An introduction to The Great Migration’s rutting season and their migration north
For the entirety of the wet season, our young wildebeest has spent the first few months of its life in the Serengeti’s short grass plains. Getting stronger daily due to its mothers nutritionally rich milk from mineral rich grass, our calf is oblivious to the fact that it faces one of the greatest challenges known to a young animal – a 600km Great Migration – in the first few months of its life. The short grass plains it will now leave behind are where it would not survive if it stayed. The Serengeti’s short grass plains in the dry season are an arid, lethal place.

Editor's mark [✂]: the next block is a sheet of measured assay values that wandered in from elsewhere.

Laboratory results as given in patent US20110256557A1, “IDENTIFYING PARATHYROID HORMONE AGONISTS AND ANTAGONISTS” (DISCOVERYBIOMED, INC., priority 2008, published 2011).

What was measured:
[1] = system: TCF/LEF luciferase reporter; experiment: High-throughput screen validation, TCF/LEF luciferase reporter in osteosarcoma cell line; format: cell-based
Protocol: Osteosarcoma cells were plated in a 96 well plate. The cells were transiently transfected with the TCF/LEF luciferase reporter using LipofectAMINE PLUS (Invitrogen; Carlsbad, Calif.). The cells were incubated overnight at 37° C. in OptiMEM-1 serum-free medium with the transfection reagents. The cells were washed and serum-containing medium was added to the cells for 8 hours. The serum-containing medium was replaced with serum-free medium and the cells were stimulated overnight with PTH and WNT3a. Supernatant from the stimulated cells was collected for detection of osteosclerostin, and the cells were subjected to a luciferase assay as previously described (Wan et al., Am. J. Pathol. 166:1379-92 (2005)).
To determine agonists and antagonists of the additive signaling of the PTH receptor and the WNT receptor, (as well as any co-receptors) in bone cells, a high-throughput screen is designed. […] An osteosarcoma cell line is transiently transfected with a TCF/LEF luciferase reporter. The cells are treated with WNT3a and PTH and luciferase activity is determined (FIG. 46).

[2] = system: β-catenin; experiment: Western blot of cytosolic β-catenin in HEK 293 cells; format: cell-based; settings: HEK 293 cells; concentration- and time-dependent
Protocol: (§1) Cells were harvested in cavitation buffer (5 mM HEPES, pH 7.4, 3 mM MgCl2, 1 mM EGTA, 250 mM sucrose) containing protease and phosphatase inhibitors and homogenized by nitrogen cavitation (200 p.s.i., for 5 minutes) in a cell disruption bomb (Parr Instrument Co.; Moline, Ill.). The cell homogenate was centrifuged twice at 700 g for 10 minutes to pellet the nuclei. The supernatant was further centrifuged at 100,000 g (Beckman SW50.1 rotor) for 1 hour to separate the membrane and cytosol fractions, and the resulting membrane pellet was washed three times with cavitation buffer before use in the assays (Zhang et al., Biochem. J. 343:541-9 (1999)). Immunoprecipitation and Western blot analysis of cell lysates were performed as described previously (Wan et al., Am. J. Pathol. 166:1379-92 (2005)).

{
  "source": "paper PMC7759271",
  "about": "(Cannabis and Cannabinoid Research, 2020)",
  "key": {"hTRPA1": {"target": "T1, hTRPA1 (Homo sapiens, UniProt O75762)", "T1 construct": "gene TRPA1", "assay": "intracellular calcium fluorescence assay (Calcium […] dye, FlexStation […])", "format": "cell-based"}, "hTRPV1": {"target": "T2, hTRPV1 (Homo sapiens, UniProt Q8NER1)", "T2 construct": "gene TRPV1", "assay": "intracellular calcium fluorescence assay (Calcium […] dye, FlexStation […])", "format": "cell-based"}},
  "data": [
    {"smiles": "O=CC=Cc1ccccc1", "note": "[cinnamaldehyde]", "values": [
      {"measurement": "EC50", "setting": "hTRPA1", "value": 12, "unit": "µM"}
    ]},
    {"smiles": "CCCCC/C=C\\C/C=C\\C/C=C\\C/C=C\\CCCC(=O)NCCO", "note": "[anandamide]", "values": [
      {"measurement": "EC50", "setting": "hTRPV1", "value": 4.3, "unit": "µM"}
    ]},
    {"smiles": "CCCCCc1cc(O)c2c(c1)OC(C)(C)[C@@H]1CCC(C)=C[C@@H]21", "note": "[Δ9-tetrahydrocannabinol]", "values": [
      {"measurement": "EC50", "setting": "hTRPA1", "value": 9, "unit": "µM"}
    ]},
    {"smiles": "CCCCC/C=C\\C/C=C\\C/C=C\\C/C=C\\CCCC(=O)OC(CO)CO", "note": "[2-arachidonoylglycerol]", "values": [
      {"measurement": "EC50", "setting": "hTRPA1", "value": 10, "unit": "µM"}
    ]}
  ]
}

The herds will leave their wet season short grass plains when the rainwater pans dry up, possibly even before the grass has stopped growing. I’ve heard some guides say that the parasite load can also force the herds to move north, however the fact remains that in April or early May, for a possible number of different reasons, the herds start their big migration north.
Historically the herds move northwest towards the western corridor before they move to their dry season grazing grounds of the northern Serengeti and the Maasai Mara National Reserve. This is backed up by the satellite data we have, which clearly indicates a move to the western corridor. However not all wildebeest follow this route. Many head up through the heart of Seronera in the central Serengeti whilst some guides claim that every year they will see good numbers moving up the eastern boundary and even through Loliondo itself to the east of the Serengeti.